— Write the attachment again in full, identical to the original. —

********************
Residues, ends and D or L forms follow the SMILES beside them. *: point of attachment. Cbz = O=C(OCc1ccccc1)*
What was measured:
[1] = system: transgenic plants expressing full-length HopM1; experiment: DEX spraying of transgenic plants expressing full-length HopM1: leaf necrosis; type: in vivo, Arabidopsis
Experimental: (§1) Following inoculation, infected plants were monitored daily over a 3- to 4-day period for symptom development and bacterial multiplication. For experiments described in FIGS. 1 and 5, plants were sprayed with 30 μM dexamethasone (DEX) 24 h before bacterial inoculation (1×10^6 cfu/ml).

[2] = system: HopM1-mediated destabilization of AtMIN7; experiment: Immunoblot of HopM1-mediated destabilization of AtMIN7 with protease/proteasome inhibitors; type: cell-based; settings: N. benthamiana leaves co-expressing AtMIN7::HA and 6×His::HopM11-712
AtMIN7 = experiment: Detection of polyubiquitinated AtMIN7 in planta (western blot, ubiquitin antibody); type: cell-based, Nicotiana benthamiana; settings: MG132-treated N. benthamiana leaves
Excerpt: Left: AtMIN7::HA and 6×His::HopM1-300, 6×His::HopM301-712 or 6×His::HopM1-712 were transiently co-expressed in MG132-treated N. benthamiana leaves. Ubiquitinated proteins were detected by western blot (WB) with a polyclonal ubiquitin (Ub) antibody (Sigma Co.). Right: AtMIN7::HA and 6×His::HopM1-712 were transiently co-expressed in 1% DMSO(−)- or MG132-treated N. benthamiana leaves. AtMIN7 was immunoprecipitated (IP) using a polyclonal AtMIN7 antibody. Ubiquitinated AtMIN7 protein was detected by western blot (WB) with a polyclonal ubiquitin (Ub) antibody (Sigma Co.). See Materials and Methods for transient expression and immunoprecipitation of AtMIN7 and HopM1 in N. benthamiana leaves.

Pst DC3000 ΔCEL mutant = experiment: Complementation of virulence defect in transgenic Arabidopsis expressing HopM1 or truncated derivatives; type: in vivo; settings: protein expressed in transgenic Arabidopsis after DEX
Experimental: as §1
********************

Residues, ends and D or L forms follow the SMILES beside them. *: point of attachment. Cbz = O=C(OCc1ccccc1)*
What was measured:
[1] = system: transgenic plants expressing full-length HopM1; experiment: DEX spraying of transgenic plants expressing full-length HopM1: leaf necrosis; type: in vivo, Arabidopsis
Experimental: (§1) Following inoculation, infected plants were monitored daily over a 3- to 4-day period for symptom development and bacterial multiplication. For experiments described in FIGS. 1 and 5, plants were sprayed with 30 μM dexamethasone (DEX) 24 h before bacterial inoculation (1×10^6 cfu/ml).

[2] = system: HopM1-mediated destabilization of AtMIN7; experiment: Immunoblot of HopM1-mediated destabilization of AtMIN7 with protease/proteasome inhibitors; type: cell-based; settings: N. benthamiana leaves co-expressing AtMIN7::HA and 6×His::HopM11-712
AtMIN7 = experiment: Detection of polyubiquitinated AtMIN7 in planta (western blot, ubiquitin antibody); type: cell-based, Nicotiana benthamiana; settings: MG132-treated N. benthamiana leaves
Excerpt: Left: AtMIN7::HA and 6×His::HopM1-300, 6×His::HopM301-712 or 6×His::HopM1-712 were transiently co-expressed in MG132-treated N. benthamiana leaves. Ubiquitinated proteins were detected by western blot (WB) with a polyclonal ubiquitin (Ub) antibody (Sigma Co.). Right: AtMIN7::HA and 6×His::HopM1-712 were transiently co-expressed in 1% DMSO(−)- or MG132-treated N. benthamiana leaves. AtMIN7 was immunoprecipitated (IP) using a polyclonal AtMIN7 antibody. Ubiquitinated AtMIN7 protein was detected by western blot (WB) with a polyclonal ubiquitin (Ub) antibody (Sigma Co.). See Materials and Methods for transient expression and immunoprecipitation of AtMIN7 and HopM1 in N. benthamiana leaves.

Pst DC3000 ΔCEL mutant = experiment: Complementation of virulence defect in transgenic Arabidopsis expressing HopM1 or truncated derivatives; type: in vivo; settings: protein expressed in transgenic Arabidopsis after DEX
Experimental: as §1